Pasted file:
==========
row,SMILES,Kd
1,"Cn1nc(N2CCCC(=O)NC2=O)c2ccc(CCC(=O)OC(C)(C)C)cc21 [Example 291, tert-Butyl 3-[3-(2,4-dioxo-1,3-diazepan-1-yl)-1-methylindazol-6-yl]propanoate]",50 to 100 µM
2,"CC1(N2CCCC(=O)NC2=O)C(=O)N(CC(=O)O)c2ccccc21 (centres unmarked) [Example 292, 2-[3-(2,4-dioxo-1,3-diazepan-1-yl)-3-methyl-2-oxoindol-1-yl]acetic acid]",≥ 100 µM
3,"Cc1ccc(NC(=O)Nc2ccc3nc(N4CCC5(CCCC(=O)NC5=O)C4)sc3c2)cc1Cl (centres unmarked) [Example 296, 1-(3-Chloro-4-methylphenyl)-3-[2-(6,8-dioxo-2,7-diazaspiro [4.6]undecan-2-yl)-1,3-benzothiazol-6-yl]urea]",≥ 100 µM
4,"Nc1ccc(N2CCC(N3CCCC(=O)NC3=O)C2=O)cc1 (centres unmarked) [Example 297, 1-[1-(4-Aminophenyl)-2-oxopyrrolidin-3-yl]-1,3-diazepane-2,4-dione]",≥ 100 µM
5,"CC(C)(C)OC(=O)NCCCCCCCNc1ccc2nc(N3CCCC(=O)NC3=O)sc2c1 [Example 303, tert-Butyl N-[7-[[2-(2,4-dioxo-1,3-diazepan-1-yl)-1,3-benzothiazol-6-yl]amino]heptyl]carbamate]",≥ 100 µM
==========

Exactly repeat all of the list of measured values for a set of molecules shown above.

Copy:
row,SMILES,Kd
1,"Cn1nc(N2CCCC(=O)NC2=O)c2ccc(CCC(=O)OC(C)(C)C)cc21 [Example 291, tert-Butyl 3-[3-(2,4-dioxo-1,3-diazepan-1-yl)-1-methylindazol-6-yl]propanoate]",50 to 100 µM
2,"CC1(N2CCCC(=O)NC2=O)C(=O)N(CC(=O)O)c2ccccc21 (centres unmarked) [Example 292, 2-[3-(2,4-dioxo-1,3-diazepan-1-yl)-3-methyl-2-oxoindol-1-yl]acetic acid]",≥ 100 µM
3,"Cc1ccc(NC(=O)Nc2ccc3nc(N4CCC5(CCCC(=O)NC5=O)C4)sc3c2)cc1Cl (centres unmarked) [Example 296, 1-(3-Chloro-4-methylphenyl)-3-[2-(6,8-dioxo-2,7-diazaspiro [4.6]undecan-2-yl)-1,3-benzothiazol-6-yl]urea]",≥ 100 µM
4,"Nc1ccc(N2CCC(N3CCCC(=O)NC3=O)C2=O)cc1 (centres unmarked) [Example 297, 1-[1-(4-Aminophenyl)-2-oxopyrrolidin-3-yl]-1,3-diazepane-2,4-dione]",≥ 100 µM
5,"CC(C)(C)OC(=O)NCCCCCCCNc1ccc2nc(N3CCCC(=O)NC3=O)sc2c1 [Example 303, tert-Butyl N-[7-[[2-(2,4-dioxo-1,3-diazepan-1-yl)-1,3-benzothiazol-6-yl]amino]heptyl]carbamate]",≥ 100 µM